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Then his father, Zechariah, was filled with the Holy Spirit and gave this prophecy:
68 “Praise the Lord, the God of Israel,
because he has visited and redeemed his people.
69 He has sent us a mighty Savior
from the royal line of his servant David,
70 just as he promised
through his holy prophets long ago.
78 Because of God’s tender mercy,
the morning light from heaven is about to break upon us,
79 to give light to those who sit in darkness and in the shadow of death,
and to guide us to the path of peace.” – Luke 1:67-70, 78-79
I was stunned to learn that Cat Steven’s song, Morning has Broken, was actually not his song. It is a Christian hymn written by English author Eleanor Farjeon. And just now I learned that the tune is also known as Child in a Manger. It was Inspired by the village of Alfriston in East Sussex, and is an ode to creation, and acknowledgment of “God’s recreation of the first day.”
Maybe you’ve seen a particularly beautiful sunrise. Perhaps you are simply drawn to enjoy the awe of the colors of the dawn. They are beautiful. Here, however, we have a different focus of morning’s break. This focus is on Jesus as the bright morning star. It’s about his rising in the hearts of people. It’s about his appearance 2000 years ago. And just as sunrise may portend great opportunity, so Jesus’ birth portends the very greatest opportunity. Through Jesus we may know God truly. We may find peace. We may be saved.
They often say it is darkest just before dawn. In other words, when the times are dire and dangerous, and we are desperate and discouraged, we will find the greatest joy in Jesus’ presence. He is the light of the world. He is the light that shines in the darkness. And the darkness cannot comprehend or overcome it. Light one candle and the darkest room is filled with light. When the Son of God comes into the world, the whole world is filled with light. This is indeed a re-creation of the first day, when God said, “Let there be light, and there was light. And God saw that the light was good” (Genesis 1:3-4).
Here we learn of God’s tender mercy which moves him to send light from heaven. He will come. And John (the gospel writer) tells us that in the Word-made-flesh was life, and that life was the light of men. (John 1:4-5).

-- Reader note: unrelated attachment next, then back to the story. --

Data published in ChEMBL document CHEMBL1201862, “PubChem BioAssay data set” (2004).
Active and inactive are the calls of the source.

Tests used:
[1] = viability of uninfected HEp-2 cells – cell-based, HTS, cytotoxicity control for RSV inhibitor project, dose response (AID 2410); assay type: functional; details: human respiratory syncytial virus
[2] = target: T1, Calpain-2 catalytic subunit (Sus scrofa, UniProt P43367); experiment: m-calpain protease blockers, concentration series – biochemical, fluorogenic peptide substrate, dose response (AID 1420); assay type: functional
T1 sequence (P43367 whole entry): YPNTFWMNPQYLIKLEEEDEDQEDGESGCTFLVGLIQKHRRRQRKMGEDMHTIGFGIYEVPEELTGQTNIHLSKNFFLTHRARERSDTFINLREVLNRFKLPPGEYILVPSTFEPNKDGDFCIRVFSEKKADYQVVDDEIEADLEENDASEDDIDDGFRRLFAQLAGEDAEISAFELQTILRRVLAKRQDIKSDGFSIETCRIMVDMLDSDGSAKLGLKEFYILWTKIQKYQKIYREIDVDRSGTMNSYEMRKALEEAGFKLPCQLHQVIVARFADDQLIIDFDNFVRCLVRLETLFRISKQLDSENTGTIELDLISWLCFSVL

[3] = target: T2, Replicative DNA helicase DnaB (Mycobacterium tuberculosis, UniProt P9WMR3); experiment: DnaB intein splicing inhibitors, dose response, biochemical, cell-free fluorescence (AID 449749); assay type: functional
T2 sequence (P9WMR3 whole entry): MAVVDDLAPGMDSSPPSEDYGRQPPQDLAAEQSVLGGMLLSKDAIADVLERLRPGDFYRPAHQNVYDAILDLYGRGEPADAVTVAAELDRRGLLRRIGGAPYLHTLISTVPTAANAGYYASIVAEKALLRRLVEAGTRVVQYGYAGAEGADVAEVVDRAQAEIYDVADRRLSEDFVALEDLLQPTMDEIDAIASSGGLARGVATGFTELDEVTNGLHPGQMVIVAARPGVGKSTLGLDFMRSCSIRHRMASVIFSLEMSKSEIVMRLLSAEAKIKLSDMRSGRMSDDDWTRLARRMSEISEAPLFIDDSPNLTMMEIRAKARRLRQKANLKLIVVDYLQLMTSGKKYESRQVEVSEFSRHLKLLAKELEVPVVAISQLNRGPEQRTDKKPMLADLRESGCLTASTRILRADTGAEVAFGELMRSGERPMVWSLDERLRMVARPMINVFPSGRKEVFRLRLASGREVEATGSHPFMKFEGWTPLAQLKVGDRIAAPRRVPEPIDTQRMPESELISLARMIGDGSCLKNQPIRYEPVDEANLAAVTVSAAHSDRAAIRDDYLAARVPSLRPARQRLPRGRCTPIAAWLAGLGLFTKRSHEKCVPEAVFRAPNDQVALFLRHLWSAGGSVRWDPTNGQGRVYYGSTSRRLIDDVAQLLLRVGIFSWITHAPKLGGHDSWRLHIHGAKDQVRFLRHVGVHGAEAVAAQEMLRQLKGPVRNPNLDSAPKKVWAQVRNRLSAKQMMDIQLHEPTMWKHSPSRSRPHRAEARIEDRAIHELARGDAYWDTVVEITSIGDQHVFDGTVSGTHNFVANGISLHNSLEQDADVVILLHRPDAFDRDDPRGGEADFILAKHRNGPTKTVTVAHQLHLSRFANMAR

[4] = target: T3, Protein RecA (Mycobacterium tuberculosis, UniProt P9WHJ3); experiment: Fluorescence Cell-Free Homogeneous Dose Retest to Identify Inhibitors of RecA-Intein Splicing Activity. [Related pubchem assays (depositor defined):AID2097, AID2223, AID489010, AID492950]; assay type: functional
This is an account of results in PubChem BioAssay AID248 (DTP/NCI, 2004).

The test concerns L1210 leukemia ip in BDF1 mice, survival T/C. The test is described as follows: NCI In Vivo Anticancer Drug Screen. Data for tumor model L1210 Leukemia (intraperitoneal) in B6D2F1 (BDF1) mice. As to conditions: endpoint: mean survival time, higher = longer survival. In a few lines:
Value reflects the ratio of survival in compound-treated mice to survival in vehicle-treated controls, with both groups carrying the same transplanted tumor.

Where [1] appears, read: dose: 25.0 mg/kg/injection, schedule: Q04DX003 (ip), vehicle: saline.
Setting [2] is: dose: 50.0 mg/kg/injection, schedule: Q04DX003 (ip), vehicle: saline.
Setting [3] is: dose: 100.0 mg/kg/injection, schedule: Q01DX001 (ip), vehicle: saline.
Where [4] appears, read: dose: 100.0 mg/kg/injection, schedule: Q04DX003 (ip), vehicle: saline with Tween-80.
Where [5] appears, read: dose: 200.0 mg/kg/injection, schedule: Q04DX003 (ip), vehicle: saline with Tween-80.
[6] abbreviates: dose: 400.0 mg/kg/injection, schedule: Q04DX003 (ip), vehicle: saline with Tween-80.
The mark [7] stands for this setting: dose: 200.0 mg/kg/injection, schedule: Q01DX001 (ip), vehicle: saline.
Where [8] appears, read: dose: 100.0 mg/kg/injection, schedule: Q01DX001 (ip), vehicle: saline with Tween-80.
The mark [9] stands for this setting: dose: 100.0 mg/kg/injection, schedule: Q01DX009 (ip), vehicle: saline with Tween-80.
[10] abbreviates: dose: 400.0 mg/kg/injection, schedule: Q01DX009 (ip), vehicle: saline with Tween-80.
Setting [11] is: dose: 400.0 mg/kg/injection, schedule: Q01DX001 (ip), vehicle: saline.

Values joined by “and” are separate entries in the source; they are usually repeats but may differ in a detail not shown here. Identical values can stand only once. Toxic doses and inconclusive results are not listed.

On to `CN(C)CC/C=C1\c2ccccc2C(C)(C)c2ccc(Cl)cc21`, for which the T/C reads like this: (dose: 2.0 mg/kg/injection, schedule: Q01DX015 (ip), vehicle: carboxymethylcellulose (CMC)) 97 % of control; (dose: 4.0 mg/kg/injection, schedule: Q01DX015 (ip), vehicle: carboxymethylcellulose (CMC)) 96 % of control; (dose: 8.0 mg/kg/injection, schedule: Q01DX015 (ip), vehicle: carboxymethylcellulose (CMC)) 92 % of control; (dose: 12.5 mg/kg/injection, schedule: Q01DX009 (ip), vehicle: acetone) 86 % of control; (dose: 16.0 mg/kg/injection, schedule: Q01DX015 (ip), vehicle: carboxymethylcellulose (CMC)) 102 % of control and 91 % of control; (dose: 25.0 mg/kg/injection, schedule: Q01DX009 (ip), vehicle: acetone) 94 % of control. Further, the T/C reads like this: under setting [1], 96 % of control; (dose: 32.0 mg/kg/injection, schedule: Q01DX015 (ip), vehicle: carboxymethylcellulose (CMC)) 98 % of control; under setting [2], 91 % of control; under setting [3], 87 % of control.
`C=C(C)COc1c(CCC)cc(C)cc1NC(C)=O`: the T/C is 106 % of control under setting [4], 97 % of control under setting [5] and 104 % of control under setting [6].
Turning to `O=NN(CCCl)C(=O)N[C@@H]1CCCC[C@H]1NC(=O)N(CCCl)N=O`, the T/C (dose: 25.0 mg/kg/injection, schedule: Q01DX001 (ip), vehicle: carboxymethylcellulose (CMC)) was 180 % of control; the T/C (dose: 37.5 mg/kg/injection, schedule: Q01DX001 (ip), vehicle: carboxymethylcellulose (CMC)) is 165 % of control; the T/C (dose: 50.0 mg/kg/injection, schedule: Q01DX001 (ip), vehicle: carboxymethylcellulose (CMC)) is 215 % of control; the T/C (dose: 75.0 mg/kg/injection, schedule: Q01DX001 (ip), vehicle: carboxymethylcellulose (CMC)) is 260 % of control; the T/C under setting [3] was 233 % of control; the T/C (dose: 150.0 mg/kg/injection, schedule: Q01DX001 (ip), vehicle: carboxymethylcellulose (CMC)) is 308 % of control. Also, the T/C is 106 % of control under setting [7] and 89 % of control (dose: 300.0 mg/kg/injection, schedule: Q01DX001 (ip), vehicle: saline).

Sometimes we try to ignore the shadow of death that darkens our world. Then a friend dies. Or a father. Or a sister. And it hits us hard. Sometimes we think we’re in the light, only to discover that we’ve only imagined the light, and it’s all glitz: fools gold.
Jesus has come to guide us to the path of peace. It is not found apart from his presence. Peace does not come in paths that turn from his commands. We will not find it seeking the fools gold of the world’s glamor.
We might use the saying, “It suddenly dawned on me…” Like an idea popped into our minds. Jesus’ appearing is like that – only more dramatic and far reaching. His is the light that shines on in the darkest night, and illuminates the pathway of true peace.
This version takes the first thought of Zechariah’s hymn of praise to the One who has come in the name of the Lord. The cello is elegant. The children’s choir is heavenly. The Hosanna! is dramatic. Translation of the Latin lyrics are below.
Benedictus, by Karl Jenkins
Soprano: Benedictus (Blessed is he)
Tenor: Benedictus (Blessed is he)
Alto: Qui venit in nomine Domini (Who comes in the name of the Lord)
Bass: Benedictus qui venit in nomine domini (Blessed is he who comes in the name of the Lord)
Tutti: Hosanna in excelsis Hosanna in excelsis Hosanna in excelsis Hosanna in excelsis (Hosanna [save now] in the highest).
Blessed is he who comes in the name of the Lord. Hosanna in the highest.